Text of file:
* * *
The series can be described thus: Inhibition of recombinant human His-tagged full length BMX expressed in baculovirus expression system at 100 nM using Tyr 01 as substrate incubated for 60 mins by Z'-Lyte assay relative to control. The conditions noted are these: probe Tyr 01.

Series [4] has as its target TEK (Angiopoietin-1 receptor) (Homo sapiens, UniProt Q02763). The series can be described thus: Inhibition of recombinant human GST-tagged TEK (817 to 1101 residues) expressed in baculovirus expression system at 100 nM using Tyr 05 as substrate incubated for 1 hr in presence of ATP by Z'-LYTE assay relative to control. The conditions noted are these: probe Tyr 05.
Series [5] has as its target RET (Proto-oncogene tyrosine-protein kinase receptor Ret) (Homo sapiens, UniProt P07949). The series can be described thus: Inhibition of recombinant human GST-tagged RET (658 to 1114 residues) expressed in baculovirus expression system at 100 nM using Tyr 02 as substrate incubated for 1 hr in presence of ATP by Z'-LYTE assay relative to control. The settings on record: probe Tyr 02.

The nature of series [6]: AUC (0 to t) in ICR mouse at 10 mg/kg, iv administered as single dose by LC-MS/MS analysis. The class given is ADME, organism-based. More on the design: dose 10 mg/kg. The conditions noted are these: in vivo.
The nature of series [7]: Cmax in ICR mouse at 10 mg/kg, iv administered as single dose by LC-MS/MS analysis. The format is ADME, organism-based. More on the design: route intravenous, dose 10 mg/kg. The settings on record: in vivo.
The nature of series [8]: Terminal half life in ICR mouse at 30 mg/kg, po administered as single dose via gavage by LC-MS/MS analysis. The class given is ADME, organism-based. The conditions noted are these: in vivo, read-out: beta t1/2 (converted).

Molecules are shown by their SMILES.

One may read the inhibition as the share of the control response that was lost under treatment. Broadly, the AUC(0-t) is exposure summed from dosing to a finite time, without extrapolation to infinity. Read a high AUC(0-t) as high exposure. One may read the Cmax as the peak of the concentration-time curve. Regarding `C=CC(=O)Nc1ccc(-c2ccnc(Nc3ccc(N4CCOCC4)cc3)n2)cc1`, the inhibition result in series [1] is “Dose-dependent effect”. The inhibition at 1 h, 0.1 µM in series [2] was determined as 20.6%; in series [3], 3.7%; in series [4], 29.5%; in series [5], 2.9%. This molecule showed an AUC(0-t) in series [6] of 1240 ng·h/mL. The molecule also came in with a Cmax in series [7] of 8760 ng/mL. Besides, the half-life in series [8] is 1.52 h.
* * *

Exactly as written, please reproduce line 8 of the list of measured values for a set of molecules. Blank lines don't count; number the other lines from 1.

One may read the inhibition as the share of the control response that was lost under treatment. Broadly, the AUC(0-t) is exposure summed from dosing to a finite time, without extrapolation to infinity. Read a high AUC(0-t) as high exposure. One may read the Cmax as the peak of the concentration-time curve. Regarding `C=CC(=O)Nc1ccc(-c2ccnc(Nc3ccc(N4CCOCC4)cc3)n2)cc1`, the inhibition result in series [1] is “Dose-dependent effect”. The inhibition at 1 h, 0.1 µM in series [2] was determined as 20.6%; in series [3], 3.7%; in series [4], 29.5%; in series [5], 2.9%. This molecule showed an AUC(0-t) in series [6] of 1240 ng·h/mL. The molecule also came in with a Cmax in series [7] of 8760 ng/mL. Besides, the half-life in series [8] is 1.52 h.